Last Modified: 26 Oct 2010 07:20 GMT
Cubans have begun queuing outside government offices across the capital,
Havana, to register their own businesses as the country made official a
sweeping economic overhaul announced last month.
Cuba unveiled new rules for broader self-employment in the government
Gazette on Monday, a month after announcing new guidelines for free
enterprise activities in 178 fields.
The government said last month that it planned to expand its private
sector in an effort to help preserve socialism, but the rules did not
become law until they were published on Monday.
Under the new measures, Cubans will be able to open restaurants, repair
homes and cars, train animals, sell wine, provide transport, work as
clowns and open many other businesses, some currently prohibited by the
"I hope this licence will bring me a better future," the Associated
Press news agency quoted Lazaro Ramos, who was one of about 20 people
waiting outside a government office in Havana's 10 de Octubre
neighbourhood, as saying on Monday.
Ramos, 34, said he was unemployed but was hoping to get permission to
make piñatas for children's parties. "The economy is not good. But with
this, I will be able to make ends meet."
Simplified tax system
Under the rules detailed in the Gazette, authorities said the majority
of the country's new self-employed license owners will be eligible for a
simplified tax system that establishes a monthly quota regardless of
For example, parking attendants would pay 80 pesos ($4) a month, while
typing instructors would have to pay more than 100 pesos ($5) monthly,
and barbers would be forced to pay the highest fees at 200 pesos ($10) a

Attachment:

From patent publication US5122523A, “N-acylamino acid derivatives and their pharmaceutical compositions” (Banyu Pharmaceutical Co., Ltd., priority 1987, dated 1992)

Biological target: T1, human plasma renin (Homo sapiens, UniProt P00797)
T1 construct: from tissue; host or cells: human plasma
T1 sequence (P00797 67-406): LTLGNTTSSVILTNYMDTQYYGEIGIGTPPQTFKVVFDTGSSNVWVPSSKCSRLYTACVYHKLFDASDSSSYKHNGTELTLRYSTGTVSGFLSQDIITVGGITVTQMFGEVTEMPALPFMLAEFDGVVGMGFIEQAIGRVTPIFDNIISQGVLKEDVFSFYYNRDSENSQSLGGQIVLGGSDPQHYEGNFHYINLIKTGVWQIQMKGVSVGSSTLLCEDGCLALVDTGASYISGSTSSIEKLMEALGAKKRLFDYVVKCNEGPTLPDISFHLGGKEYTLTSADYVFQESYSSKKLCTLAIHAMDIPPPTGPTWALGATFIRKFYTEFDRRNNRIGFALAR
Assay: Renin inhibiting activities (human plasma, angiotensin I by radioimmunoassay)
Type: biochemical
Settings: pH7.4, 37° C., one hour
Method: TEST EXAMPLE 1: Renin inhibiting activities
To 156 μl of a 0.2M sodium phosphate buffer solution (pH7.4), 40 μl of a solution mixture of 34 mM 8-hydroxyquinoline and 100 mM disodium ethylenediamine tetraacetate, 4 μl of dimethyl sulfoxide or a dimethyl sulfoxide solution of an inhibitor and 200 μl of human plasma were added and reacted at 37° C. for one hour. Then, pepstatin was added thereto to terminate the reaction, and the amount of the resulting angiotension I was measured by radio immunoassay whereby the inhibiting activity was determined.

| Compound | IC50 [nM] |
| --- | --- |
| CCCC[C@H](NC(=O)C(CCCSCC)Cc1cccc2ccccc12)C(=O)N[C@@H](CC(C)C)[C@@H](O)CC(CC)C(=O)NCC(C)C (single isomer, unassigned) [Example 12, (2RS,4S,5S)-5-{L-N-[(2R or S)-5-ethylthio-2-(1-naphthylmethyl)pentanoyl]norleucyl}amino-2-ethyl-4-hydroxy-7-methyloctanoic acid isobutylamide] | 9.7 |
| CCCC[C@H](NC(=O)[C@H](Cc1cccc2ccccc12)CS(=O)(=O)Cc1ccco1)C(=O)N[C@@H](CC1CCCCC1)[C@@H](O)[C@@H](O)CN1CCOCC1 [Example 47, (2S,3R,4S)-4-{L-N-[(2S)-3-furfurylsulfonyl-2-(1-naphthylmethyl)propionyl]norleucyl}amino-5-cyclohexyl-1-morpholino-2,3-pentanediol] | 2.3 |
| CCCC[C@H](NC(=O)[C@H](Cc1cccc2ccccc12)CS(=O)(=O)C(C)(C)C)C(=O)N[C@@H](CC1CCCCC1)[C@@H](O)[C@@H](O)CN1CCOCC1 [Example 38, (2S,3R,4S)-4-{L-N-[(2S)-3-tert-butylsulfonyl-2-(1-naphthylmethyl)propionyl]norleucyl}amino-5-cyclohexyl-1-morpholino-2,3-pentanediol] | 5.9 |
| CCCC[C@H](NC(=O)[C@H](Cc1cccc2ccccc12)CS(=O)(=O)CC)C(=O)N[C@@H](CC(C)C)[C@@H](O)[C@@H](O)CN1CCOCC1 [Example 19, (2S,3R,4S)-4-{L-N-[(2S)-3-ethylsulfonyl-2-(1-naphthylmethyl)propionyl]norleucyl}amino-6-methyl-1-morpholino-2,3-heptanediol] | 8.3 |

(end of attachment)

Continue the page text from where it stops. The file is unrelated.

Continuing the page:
Those not eligible for the simplified tax system - with jobs such as
taxi driver, plumber and rooming house operator - will pay a 25 per cent
income tax on the first 10,000 pesos ($476) earned each year, with the
rate rising for those who earn more.
Income exceeding 50,000 pesos ($2,381) a year will be taxed at 50 per cent.
State worker layoffs
The guidelines are part of a plan to deal with some half a million state
workers to be laid off by March 2011. Authorities announced on September
13 that the government would lay off 500,000 workers and absorb many of
them into the private sector.
The new rules will allow Cubans over the age of 17 to start their own
business, so long as they are permanent residents.
Cuba's inefficient economy, crippled by a US trade embargo for nearly
five decades, has been suffering for years, and the government of Raul
Castro has begun to allow an expansion of small-scale private enterprise.
Similar steps were taken in the 1990s as Cuba struggled to survive when
its economy collapsed after the fall of the Caribbean island's principal
benefactor, the Soviet Union.
In 1996, the number of self-employed peaked at 209,000, but when the
economy improved, the government, in the name of ideological purity,
backed off the reforms and restricted the issuance of new licences.